The Advanced APM incentive payment was key to financial success, researchers explained. Absent the incentive payment, only 5 percent of MSSP ACOs would have realized net positive earnings.

Even the MSSP Track 1+ ACOs that would have had to repay CMS for shared losses would have benefited from Advanced APM participation. The simulation uncovered that the ACOs would have incurred $263 million in shared savings in 2016.

The financial losses from assuming greater financial risk would have been offset by the Advanced APM incentive payment and shared savings in 2016.

Source: Avalere

However, nearly three-quarters of the organizations that had to repay their shared losses would have offset their financial setback with the Advanced APM incentive payment.

READ MORE: ACOs Plan to Move to Downside Financial Risk, Capitation Contracts

The Advanced APM incentive payment should be an effective tool for CMS to encourage more providers to assume downside financial risk, explained Avalere’s Director John Feore.

“CMS is eager to encourage more ACOs to take on performance-based risk,” he said. “With the incentive payments and increasing comfort with the Medicare Shared Savings Program, risk-based ACOs will continue to grow in the coming years.”

ACOs encounter many challenges with assuming downside financial risk, particularly in the MSSP. Risk-bearing tracks are “not viable for most ACOs and set the bar much too high in terms of financial risk,” the National Association of ACOs (NAACOS) explained.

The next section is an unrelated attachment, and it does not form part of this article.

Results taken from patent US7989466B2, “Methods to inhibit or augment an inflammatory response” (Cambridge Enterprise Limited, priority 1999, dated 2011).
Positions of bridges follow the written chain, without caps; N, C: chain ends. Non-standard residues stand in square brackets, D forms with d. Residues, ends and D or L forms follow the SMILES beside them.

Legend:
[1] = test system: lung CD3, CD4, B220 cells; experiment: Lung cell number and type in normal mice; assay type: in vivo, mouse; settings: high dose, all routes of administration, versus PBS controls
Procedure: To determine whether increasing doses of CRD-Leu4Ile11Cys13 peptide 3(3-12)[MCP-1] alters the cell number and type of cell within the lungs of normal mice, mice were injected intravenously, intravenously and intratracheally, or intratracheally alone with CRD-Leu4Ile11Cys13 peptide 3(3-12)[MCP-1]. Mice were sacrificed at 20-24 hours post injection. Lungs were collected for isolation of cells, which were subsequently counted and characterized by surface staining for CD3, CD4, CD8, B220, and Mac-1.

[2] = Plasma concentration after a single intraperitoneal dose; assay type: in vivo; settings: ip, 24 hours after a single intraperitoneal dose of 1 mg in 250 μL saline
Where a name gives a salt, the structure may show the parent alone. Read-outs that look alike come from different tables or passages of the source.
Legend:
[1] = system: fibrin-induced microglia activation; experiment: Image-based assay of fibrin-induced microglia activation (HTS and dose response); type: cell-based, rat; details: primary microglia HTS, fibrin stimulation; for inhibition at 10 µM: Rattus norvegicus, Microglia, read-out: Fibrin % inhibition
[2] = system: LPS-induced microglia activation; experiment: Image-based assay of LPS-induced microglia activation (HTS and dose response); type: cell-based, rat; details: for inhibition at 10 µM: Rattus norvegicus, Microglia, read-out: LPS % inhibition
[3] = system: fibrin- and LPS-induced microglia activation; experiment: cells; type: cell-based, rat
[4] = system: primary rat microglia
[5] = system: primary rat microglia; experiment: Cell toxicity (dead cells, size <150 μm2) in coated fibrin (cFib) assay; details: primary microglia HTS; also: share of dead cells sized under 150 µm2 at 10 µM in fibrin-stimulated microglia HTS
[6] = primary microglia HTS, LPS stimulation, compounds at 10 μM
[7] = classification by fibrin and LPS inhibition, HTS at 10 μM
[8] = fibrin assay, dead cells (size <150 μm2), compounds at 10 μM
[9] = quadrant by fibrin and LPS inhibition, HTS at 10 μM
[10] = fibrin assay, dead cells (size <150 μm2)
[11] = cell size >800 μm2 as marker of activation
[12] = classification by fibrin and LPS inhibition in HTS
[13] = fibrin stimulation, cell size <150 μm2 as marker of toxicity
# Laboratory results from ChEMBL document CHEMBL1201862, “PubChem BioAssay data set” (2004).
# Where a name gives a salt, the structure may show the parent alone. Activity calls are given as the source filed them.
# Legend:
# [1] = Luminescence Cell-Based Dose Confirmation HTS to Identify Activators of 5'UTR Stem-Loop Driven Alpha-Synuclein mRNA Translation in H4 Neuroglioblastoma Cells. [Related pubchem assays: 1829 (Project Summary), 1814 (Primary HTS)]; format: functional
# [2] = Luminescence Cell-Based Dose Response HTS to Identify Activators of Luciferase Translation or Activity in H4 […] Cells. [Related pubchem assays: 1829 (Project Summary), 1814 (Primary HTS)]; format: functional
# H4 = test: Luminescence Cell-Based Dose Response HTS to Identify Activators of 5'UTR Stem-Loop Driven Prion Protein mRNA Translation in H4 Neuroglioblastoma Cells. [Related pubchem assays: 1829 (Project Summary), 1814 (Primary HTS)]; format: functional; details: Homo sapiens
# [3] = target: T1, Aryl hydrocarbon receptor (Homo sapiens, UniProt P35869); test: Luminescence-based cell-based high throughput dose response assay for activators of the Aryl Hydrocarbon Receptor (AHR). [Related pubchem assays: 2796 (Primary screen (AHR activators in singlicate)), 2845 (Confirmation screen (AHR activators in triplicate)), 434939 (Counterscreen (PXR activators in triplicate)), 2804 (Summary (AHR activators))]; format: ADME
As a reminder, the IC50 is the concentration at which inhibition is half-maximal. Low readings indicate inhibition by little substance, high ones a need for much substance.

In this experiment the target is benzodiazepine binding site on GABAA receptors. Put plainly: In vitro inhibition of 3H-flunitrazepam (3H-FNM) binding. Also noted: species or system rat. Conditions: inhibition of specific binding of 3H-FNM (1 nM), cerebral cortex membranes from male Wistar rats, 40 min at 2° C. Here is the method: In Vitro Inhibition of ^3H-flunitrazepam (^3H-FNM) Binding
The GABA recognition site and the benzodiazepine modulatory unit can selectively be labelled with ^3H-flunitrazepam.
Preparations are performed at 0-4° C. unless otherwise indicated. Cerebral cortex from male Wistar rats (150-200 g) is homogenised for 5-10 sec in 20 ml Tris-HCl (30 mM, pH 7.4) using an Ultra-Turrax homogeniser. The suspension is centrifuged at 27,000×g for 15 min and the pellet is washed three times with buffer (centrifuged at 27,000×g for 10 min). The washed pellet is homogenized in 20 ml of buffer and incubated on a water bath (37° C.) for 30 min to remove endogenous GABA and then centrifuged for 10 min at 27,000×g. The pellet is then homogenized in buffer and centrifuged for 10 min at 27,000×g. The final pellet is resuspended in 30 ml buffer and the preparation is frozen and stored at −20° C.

“Having to potentially pay millions of dollars to Medicare is simply not practical nor feasible for these organizations,” the association stated. “This type of risk often necessitates that ACOs have considerable financial backing, which is why, for the most part, these models have attracted ACOs with hospitals, health systems or outside investors.”

However, MSSP ACOs are slowly venturing into downside financial risk tracks with the help of the newest program track, according to new data from CMS. In 2018, the number of program ACOs participating in an MSSP track with downside financial risk more than doubled from the previous year. About 18 percent of MSSP ACOs will now be risk-bearing.

The significant increase in risk-bearing MSSP ACOs can be attributed to the addition of the Track 1+ pathway, which ramps up financial risk. Fifty-five organizations will be participating as Track 1+ ACOs in 2018.

“We are pleased to see more ACOs moving into two-sided models,” Clif Gaus, ScD, NAACOS President and CEO said regarding the CMS data. “This growth is an encouraging sign that more ACOs are preparing to take on risk, but it’s vital to recognize all the time and effort for these ACOs to be ready to assume risk. We need to continue to improve the ACO program as a whole to provide the stability and demonstrated success necessary for ACOs to feel confident to enter into these risk-based ACO models.”